Nelson in the Bull Ring - 200 years
This exhibition was held in Birmingham Central Library between December 2009 - January 2010.
It was compiled by a regular and long-time library user, Mark Barrett.
Nelson's statue has been in the Bull Ring for 200 years. The exhibition commemorates that and focuses on the changes that have happened to the statue and its immediate landscape - the Bull Ring.
Nelson and Birmingham
Horatio Nelson is the best known and most successful sailor in British history. Few admirals have ever won more than one major battle but Nelson had four significant victories to his credit:
1797 – The Battle of Cape St Vincent
1798 – The Battle of the Nile
1801 – The Battle of Copenhagen
1805 – The Battle of Trafalgar
He kept the sea lanes of the world open for British ships and the export of British goods.
This won him a special place in the hearts of Birmingham people.
Nelson visits Birmingham
In 1802 Nelson visited Birmingham. He came principally to meet Mathew Boulton, but also went to many of the other manufactories and spent two evenings at the Theatre Royal. Crowds of people cheered him and followed him through the streets.
He stood on New Street and drank a toast: Success to the town and trade of Birmingham and prosperity to its inhabitants.
Nelson’s death at Trafalgar sent the country into mourning. The devastating news reached Birmingham almost as quickly as it reached London – by mail coach from Plymouth.
Normally the news of a naval victory would have caused the residents to put candles in all their windows and thus illuminate the town. But the Bailiff and Magistrates quickly decided that the town should remain in darkness. Handbills and posters to this effect were rapidly printed and distributed around town.
The First Move
The Bull Ring street market traded for the last time in September 1959.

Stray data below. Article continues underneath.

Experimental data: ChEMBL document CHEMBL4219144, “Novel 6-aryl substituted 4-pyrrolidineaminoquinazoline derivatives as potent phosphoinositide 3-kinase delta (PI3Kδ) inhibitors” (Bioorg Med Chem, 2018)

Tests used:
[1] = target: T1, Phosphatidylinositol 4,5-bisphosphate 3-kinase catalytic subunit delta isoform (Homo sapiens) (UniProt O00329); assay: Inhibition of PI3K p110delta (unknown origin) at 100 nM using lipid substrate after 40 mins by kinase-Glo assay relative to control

The Market traders knew that this was the end of an era and had hung a wreath on the scaffolding which surrounded Lord Nelson.
The card read: IN MEMORY OF THE OLD BULL RING
We are lucky that Phyllis Nicklin a geography tutor at the University of Birmingham was making a photographic record of Birmingham at the time. She too this wonderful colour slide on the day before the street market closed.
Nelson was moved to a temporary location beside the old Market Hall until the new Bull Ring complex was completed in 1964.
The Third Move
As the second new Bullring took shape in the early 2000’s the Nelson Statue was entrusted to the specialist restorer Eura Conservation Ltd.
The statue was stripped back to its bare metal (bronze) and all the damaged metal was repaired and/or replaced. A new protective layer was then applied.
Controversy was never far away as it was initially claimed that Nelson was facing the wrong way. In fact between 1809 and 1959 Nelson had indeed faced away from High Street and towards St. Martin’s church.
The second controversy involved the railings surrounding the statue.
One school of thought was that the statue looked aesthetically more pleasing without the railings. However in the end the traditionalists won the day and the railings were refurbished and replaced I time for the Trafalgar bi-centenary in 2005.
Read more about Lord Nelson in the Oxford Dictionary of National Biography.
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